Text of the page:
Grace Potter means business. She lets you know from the get go with the first ”UH!” on her band’s new self titled album, Grace Potter & The Nocturnals. This isn’t some poppy, Adult Alternative record; it’s a gritty, passionate affair with swagger, soul and plenty of classic rock influences.

The opening track, ”Paris” kicks things off with a heavy guitar riff and the sleaziest drums this side of Don Henley’s The Long Run days. Singing about getting what she wants, Potter proves that she’s a woman with strength and conviction and knows how to work it. Grace Potter & The Nocturnals is full of songs that have a deep groove and a bit of an edge to them, such as ”Oasis” and ”Medicine,” which feature the kind of exemplary guitar work you’d expect to hear from the Allman Brothers on any given night. This may come from the Nocturnals’ years of touring, or it could be the new chemistry in the band. For this new album The Nocturnals include lead guitarist Scott Tournet and drummer Matt Burr joined by newer members bassist Catherine Popper and rhythm guitarist Benny Yurco; Potter covers the piano and organ.

Elsewhere on the record, the band delivers some southern fried soul with ”Money, ”Hot Summer Night” and ”One Short Night,” while the inspirational ”Colors” deserves a place on every radio playlist this summer and beyond.

Throughout the album, Potter exhibits one of the most soulful voices in rock and roll, falling somewhere between Bonnie Raitt and Joan Osborne, with a touch of Ricki Lee Jones tossed in for good measure. Each note she sings comes from a place deep in the body; a place few singers have been able to get to. The names Aretha, Tina, Bruce and Bono come to mind when I hear how much Potter puts into her music. Will she and her band achieve the type of stardom that these icons of music did? Only time, and ambition will tell. For now they’ll continue their never-ending tour of small clubs until the general public catches on. I predict that it will only be a matter of time.

Overall production by Mark Batson on Grace Potter & The Nocturnals has a very retro feel. Everything sounds very live, as if the band recorded together and not isolated in sound booths with click tracks playing in their headphones. Each song has a memorable chorus that feels familiar, yet unique in its own way. After the thirteen songs of Grace Potter & The Nocturnals come to end, you may find yourself returning  to ”Paris” and beginning the journey all over again.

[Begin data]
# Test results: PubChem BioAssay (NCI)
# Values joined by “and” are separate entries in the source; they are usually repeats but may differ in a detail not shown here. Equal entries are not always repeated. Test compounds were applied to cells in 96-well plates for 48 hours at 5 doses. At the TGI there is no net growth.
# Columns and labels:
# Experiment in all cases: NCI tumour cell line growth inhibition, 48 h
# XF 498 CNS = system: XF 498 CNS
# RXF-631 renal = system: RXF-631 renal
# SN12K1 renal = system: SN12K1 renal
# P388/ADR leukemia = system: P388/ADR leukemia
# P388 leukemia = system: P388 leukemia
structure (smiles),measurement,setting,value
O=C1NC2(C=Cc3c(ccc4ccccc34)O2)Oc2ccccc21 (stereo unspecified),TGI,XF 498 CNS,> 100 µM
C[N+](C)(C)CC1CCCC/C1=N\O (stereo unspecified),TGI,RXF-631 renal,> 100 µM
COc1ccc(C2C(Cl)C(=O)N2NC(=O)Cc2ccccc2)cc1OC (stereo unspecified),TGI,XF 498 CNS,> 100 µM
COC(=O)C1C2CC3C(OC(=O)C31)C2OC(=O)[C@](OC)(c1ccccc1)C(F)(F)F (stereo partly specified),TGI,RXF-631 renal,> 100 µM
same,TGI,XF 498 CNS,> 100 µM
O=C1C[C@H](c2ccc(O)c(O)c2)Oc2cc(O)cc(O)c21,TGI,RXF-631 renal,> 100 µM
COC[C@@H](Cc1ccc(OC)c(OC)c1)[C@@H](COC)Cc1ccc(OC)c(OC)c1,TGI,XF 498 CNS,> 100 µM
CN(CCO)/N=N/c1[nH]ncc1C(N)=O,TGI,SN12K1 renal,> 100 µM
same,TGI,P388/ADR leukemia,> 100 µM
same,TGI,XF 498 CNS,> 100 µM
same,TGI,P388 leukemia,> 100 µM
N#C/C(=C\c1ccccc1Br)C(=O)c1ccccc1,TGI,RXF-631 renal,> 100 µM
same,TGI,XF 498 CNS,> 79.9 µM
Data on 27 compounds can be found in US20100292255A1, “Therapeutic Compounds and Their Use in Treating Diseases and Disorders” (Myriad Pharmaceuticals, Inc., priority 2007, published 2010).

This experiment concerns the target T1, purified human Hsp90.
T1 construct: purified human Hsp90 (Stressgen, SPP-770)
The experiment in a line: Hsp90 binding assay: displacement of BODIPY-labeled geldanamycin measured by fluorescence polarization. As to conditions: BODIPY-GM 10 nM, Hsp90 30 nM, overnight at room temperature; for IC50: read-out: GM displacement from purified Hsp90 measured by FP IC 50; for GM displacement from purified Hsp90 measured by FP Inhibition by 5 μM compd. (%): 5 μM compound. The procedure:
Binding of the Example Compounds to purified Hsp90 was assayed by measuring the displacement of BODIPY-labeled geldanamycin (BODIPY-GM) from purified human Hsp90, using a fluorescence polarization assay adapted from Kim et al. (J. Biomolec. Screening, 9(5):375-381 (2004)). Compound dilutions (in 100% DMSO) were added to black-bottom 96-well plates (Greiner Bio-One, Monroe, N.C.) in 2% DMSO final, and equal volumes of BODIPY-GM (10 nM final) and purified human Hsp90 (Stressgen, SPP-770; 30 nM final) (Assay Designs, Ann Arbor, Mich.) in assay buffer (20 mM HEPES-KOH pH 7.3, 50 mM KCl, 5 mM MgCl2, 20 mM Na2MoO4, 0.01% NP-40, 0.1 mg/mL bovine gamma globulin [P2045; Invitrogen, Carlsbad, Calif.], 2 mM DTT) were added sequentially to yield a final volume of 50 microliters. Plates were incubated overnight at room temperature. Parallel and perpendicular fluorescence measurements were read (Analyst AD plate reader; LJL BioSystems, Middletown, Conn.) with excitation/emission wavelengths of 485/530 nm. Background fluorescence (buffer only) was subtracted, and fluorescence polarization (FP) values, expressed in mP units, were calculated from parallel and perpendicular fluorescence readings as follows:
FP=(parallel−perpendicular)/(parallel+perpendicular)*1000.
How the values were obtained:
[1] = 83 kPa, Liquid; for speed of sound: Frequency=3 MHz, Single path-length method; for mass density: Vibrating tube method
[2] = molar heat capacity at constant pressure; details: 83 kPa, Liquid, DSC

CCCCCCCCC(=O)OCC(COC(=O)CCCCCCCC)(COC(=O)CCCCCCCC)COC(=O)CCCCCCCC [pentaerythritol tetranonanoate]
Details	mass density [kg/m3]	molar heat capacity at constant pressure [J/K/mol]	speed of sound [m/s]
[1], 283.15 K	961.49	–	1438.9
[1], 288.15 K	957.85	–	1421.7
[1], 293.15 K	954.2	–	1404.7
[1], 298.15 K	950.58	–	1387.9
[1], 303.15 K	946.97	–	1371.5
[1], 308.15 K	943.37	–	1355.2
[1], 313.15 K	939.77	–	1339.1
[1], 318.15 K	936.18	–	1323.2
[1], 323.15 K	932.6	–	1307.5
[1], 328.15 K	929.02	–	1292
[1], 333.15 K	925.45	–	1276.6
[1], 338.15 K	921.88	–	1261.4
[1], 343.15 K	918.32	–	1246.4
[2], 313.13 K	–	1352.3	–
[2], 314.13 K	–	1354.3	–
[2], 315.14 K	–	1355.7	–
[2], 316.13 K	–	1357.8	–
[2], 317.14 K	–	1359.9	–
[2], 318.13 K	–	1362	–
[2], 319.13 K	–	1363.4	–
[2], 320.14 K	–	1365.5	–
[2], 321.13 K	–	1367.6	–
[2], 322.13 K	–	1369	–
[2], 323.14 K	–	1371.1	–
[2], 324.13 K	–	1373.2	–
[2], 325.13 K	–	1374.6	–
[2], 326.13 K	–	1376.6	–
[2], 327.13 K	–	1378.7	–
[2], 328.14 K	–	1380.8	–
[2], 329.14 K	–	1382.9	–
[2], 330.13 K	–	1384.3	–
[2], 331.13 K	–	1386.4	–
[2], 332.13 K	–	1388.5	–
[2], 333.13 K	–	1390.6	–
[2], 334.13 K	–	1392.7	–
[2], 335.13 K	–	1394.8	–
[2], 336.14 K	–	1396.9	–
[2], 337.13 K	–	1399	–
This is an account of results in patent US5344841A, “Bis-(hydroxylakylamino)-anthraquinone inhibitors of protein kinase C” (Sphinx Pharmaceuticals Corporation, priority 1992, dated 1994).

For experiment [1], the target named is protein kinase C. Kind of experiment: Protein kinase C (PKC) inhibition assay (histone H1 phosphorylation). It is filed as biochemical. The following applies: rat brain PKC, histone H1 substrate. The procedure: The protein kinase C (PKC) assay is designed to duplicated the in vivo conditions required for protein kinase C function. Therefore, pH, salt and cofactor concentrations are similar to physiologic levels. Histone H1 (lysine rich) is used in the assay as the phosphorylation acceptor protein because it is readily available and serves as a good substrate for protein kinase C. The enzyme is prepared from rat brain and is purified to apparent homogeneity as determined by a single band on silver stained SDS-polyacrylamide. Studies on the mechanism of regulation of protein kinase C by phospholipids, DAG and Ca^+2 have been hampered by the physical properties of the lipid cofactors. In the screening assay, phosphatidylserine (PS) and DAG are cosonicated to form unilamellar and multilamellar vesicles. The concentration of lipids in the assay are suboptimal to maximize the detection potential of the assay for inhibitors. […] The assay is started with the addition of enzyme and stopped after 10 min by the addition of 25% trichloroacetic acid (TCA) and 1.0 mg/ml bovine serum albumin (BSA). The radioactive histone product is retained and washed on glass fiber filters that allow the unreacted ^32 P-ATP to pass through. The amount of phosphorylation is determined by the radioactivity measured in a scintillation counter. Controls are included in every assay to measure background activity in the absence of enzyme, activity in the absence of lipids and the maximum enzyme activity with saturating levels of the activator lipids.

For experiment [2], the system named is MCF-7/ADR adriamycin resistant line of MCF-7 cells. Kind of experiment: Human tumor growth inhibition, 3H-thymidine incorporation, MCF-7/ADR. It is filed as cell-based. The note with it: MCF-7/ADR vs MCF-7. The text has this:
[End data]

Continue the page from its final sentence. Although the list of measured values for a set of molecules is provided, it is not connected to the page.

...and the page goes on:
I recall the lazy afternoons of my youth, when we’d walk along the beach and stop in some dive bar for several beers, maybe some wings and excellent music. That’s what Potter and the Nocturnals bring to mind. It’s music from another era transported to the new millennium. Even though their influences are featured throughout, their sound is fresh, especially with so much of what is sold to the general public as music is being created through the computers used to record the artists. There is no auto tune here. These aren’t studio wizard musicians providing the right fills where needed. This is a tight knit band playing music that sounds great coming out of your car speakers or headphones, but will sound even better when it’s blowing you away live.

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About the Author

Scott Malchus

Scott Malchus is a writer, filmmaker and die hard Cleveland Indians fan. His memoir, “Basement Songs,” is available in paperback and Kindle. He wrote and directed the film “King's Highway." His family is heavily involved in fund raising to find a cure for cystic fibrosis. Scott Malchus is an employee of Cartoon Network and Turner Broadcasting. The opinions expressed on Popdose are his own and do not reflect those of his employer. Email: Follow him @MrMalchus

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